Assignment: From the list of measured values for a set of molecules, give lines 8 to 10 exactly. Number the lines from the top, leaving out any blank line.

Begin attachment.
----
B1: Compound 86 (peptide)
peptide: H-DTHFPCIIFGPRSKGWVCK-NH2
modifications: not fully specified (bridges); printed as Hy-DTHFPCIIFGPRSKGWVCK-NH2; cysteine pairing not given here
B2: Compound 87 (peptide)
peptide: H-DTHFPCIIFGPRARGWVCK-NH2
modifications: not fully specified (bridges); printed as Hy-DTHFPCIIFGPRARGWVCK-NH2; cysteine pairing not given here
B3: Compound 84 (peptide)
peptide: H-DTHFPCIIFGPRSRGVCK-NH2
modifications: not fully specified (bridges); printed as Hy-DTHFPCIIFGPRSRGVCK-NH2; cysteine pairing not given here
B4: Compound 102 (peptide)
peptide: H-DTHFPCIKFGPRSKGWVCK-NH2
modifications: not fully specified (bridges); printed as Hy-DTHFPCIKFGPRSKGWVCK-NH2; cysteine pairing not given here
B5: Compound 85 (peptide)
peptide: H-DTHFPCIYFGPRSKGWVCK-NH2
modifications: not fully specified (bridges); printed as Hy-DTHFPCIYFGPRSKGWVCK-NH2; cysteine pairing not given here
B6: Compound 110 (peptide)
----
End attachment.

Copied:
peptide: H-DTHFPCIIFGPRSRGVCK-NH2
modifications: not fully specified (bridges); printed as Hy-DTHFPCIIFGPRSRGVCK-NH2; cysteine pairing not given here
B4: Compound 102 (peptide)